FDR from FIP Family Our proposed rare disease cohort focuses on a critical unmet public health need in (N=1000) interstitial pneumonia, to understand the etiology, natural history, and phenotypic N=650 Subcohort N=350 heterogeneity of preclinical pulmonary fibrosis (PrePF), before the lung is scarred irreversibly. Our overall hypothesis is that common genetic variants and 100 PrePF 50 PrePF environmental risk factors predispose to the development, natural history, 300 unaffected and phenotypic heterogeneity of PrePF, and that defining these risk factors will allow us to uncover the common and unique subtypes of PrePF that differ Case-Cohort at baseline in disease onset and progression. By leveraging our NHLBI-supported (150 Cases; 300 Unaffecteds) discoveries in PrePF, familial interstitial pneumonia (FIP), and idiopathic interstitial Figure 1. Relationship between pneumonia (IIP), and our NHLBI-supported cohort of FIP families, our proposal Subcohort and the original FIP seeks to explain how common genetic variants and the environment interact to cohort. Given the risk of PrePF FIP FDRs (15%), we anticipate result in the earliest stages of this highly morbid, phenotypically heterogeneous that 50 individuals in the disease. We will focus on first-degree relatives (FDRs) previously phenotyped as Subcohort will have PrePF at unaffected (N=2404) from our 1160 FIP families with two or more cases of baseline. Cases will be supplemented from the confirmed IIP. Within these 1160 FIP families, we will establish our rare disease remaining 650 subjects in the cohort of 1000 subjects by selecting up to two asymptomatic, previously phenotyped overall cohort so that our case- unaffected FDRs per family. To combine the advantages of our cohort with the cohort population at baseline should include 150 cases of efficiency of a nested case-control study, we will establish a case-cohort study and PrePF and 300 unaffecteds. compare 150 cases of PrePF to 300 unaffected controls (Figure 1). This approach will allow us to determine the individual and combined contributions of common genetic variants and environmental features that result in the development of PrePF. By focusing on the natural history of IIP, our results can be used to identify high-risk populations, early forms of the disease, factors associated with disease progression, and biological targets for drug development. Moreover, a natural history study can also identify critical biomarkers that can be diagnostic of early or established forms of the disease, prognostic of the course of a disease, predictive of treatment response, or useful in guiding patient selection and dose selection in drug development programs. Our proposal would establish a prospectively followed high-risk IIP cohort, will identify the genetic and environmental risk factors for PrePF, and will maximize the utility of this high-risk cohort for ancillary studies focused on primary and secondary prevention of IIP. 15% PrePF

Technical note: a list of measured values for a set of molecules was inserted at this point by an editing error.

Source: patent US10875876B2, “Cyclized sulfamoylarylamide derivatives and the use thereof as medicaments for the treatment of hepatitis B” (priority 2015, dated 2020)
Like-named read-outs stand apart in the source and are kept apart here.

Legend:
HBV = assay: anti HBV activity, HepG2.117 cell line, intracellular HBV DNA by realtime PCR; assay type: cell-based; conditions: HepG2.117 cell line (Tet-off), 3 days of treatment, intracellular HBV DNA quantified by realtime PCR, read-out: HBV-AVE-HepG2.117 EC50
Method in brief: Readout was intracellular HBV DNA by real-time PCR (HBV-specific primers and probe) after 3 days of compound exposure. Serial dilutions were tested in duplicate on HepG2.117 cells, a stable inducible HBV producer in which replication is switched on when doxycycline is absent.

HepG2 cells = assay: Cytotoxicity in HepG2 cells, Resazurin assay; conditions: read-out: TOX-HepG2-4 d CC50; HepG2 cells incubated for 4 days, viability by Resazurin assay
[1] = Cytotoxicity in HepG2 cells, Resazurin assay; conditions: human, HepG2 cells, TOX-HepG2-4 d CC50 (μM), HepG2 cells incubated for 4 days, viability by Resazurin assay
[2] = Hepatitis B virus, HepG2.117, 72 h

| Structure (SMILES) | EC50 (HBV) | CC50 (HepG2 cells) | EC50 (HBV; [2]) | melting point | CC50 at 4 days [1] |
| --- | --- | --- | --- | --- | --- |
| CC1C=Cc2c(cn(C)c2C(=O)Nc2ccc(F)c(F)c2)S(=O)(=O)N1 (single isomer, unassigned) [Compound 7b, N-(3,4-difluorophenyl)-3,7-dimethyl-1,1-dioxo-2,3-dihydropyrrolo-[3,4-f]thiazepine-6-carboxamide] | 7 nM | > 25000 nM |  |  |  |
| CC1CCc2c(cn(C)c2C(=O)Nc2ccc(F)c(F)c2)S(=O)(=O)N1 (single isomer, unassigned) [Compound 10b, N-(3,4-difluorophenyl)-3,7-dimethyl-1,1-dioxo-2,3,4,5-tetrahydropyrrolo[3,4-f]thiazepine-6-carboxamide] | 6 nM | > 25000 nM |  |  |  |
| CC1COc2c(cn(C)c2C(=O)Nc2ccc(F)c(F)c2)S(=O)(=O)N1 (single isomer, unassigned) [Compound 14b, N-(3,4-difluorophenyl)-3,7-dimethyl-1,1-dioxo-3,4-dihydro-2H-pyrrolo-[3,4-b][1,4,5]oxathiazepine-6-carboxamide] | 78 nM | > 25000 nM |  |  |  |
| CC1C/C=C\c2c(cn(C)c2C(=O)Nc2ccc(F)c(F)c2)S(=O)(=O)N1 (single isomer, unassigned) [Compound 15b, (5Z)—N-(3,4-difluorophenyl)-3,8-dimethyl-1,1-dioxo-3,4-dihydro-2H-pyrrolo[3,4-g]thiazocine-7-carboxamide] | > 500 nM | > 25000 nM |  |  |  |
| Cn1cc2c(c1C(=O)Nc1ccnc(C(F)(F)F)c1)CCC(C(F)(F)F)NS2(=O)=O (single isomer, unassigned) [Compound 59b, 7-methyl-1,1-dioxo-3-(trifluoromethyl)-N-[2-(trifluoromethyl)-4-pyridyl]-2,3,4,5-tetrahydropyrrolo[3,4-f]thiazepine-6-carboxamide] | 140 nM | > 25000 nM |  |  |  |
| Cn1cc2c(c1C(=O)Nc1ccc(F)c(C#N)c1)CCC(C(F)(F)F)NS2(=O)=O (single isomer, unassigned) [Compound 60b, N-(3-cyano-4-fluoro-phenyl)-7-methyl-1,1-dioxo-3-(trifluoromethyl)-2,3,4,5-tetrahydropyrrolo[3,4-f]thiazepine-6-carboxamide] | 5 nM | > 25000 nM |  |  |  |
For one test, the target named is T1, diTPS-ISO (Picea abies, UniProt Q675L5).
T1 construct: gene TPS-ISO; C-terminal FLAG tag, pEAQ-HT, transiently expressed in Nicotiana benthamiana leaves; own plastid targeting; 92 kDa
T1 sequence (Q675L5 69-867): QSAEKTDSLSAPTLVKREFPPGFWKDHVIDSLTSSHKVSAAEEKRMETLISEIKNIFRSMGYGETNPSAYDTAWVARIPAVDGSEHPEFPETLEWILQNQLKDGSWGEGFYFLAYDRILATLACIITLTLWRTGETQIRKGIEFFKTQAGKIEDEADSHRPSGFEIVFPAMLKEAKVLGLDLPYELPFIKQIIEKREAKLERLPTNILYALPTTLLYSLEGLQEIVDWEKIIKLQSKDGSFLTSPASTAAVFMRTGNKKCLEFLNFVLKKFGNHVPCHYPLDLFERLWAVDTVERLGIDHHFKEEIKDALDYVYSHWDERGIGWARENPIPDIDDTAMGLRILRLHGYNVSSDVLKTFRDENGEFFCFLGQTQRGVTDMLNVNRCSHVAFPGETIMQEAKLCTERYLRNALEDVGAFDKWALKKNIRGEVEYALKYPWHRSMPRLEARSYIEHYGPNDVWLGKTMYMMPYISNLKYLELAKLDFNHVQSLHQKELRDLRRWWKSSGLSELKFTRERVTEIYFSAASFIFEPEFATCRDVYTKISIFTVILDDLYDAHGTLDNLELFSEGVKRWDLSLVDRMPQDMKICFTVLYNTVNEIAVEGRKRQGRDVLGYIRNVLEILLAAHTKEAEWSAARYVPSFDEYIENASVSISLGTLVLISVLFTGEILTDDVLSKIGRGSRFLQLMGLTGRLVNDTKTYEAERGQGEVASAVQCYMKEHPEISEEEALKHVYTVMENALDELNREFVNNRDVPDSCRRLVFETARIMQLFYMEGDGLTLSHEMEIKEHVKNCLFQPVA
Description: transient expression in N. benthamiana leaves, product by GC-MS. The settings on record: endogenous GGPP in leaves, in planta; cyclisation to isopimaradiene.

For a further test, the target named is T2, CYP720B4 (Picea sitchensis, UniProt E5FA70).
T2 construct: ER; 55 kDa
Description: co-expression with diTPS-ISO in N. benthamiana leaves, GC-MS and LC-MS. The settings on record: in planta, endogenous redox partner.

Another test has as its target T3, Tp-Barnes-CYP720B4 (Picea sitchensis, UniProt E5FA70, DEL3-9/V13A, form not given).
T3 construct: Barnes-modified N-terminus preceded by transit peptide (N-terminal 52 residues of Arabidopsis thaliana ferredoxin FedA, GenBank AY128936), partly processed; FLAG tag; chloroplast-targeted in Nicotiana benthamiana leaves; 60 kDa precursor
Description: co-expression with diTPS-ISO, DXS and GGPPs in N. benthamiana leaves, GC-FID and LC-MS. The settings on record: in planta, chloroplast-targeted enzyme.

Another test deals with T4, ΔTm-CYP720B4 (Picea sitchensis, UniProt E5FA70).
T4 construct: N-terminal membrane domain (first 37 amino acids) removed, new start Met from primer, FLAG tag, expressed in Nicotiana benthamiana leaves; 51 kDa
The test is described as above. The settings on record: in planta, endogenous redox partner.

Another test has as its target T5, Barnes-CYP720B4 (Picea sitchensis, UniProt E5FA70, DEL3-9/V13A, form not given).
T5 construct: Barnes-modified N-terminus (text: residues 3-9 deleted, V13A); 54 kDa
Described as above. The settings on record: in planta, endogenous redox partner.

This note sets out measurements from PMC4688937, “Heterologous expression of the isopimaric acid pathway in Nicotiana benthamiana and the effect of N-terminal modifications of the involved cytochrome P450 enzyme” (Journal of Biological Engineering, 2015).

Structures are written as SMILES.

The overall goal of the proposed research is to determine how common genetic variants and environmental risk factors predispose to the development, natural history, and phenotypic heterogeneity of idiopathic interstitial pneumonia (IIP) by establishing and prospectively evaluating a cohort of subjects at high-risk of familial interstitial pneumonia (FIP). Our proposed rare disease cohort focuses on a critical unmet public health need in interstitial pneumonia, to understand the etiology, natural history, and phenotypic heterogeneity of preclinical pulmonary fibrosis (PrePF), before the lung is scarred irreversibly.